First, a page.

scottt - Saturday, August 04 2007 @ 06:59 AM EDT (#172552) #
Johnny Mac went 0 for 4 with 2 strikeouts, 1 ball batted into a double play and a foul ball popped out.

They had a good opportunity to pinch hit him for stairs in the ninth with 2 outs and runners at first and second.

That would suggest that they don't trust Olmedo's defense and that he'll be spending most of hist time on the bench.



Dave Till - Saturday, August 04 2007 @ 07:43 AM EDT (#172553) #
They had a good opportunity to pinch hit him for stairs in the ninth with 2 outs and runners at first and second.

That would suggest that they don't trust Olmedo's defense and that he'll be spending most of hist time on the bench.


The Jays were ahead in the bottom of the eighth, so I think they wanted to have McDonald's infield defense out there.
FranklyScarlet - Saturday, August 04 2007 @ 10:47 AM EDT (#172558) #

That would suggest that they don't trust Olmedo's defense and that he'll be spending most of hist time on the bench.

No, it wasn't the best place for him to make an appearance.  Gibbons would want to use him in the best place to succeed.

He is starting today,  I think Jerry said last night.

ANationalAcrobat - Saturday, August 04 2007 @ 11:15 AM EDT (#172559) #
No one has mentioned it - Am I the only one who found Cosentino and Campbell unlistenable? There is something about them that just feels irrelevent.

I'd love to see Ashby and Howarth also broadcast on TV... I've seen it done on a screen at the dome while waiting for concessions, and it was excellent.
Chuck - Saturday, August 04 2007 @ 11:38 AM EDT (#172560) #

Am I the only one who found Cosentino and Campbell unlistenable?

I didn't see the game last night, but in the past I have found Cosentino to be knowledgeable, but so desirous to prove such to the world that he can't let a second go without talking, as if he feels that he's auditioning (which he sort of is). And his authoritative posture is tiresome, presumably moreso to those of us at this web site (who are the true authorities!).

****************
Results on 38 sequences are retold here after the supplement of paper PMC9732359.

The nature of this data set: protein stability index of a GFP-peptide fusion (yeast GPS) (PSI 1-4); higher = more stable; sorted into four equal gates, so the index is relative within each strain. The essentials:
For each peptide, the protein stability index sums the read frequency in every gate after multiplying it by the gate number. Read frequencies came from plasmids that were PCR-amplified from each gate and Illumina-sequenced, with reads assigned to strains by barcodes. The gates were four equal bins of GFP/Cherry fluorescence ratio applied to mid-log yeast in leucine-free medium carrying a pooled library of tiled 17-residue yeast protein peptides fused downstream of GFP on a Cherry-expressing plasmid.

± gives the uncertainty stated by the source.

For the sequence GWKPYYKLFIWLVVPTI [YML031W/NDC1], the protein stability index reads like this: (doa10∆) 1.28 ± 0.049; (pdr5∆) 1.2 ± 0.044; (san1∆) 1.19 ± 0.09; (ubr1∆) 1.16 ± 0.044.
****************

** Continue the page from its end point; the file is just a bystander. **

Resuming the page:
Stan N - Saturday, August 04 2007 @ 12:54 PM EDT (#172562) #
I only heard the TV version of the game on and off thru the evening, but I have to say the only thing I was thinking was "What a breath of fresh air.  This is so much better than hearing Rod Black's pompous, cliches that he delivers over and over again that have no bearing to the game".  Not to say that last night's tandem was wonderful, but I guess it's all relative!
BigTimeRoyalsFan - Saturday, August 04 2007 @ 01:57 PM EDT (#172563) #
I wait for the day TV isn't a couple of seconds behind so I can just listen to Jerry & Allan and watch it at the same time.
Flex - Saturday, August 04 2007 @ 03:41 PM EDT (#172564) #
I haven't seen much here on the CBC team of Hughson, Barfield and Mulliniks, but I like what I've heard so far. Jesse seems to have a slightly different mindset than Rance, and a personality that rounds out the team. He actually seems to do as much "announcing" as Hughson at times, which is kind of funny. He might be a bit of a control freak.

It's a bit odd to have two hitters as colour men. I'm surprised they don't have a pitcher in there to give the other side. But so far, for me, it works. And Jesse seems willing to be critical, or at least direct, which I appreciate.
BigTimeRoyalsFan - Saturday, August 04 2007 @ 04:06 PM EDT (#172565) #
Why on earth would Gibbons go to Downs with a 4 run lead in the 9th and a runner on first with 1 out. Not to mention 2 RH coming up. And don't give me the answer he hasn't pitched in 3 days so he needed some work. He has been a horse all season, what he needs is some rest before we roll out Litsch and Towers against the Yankees. How the heck does he not go to Frasor there?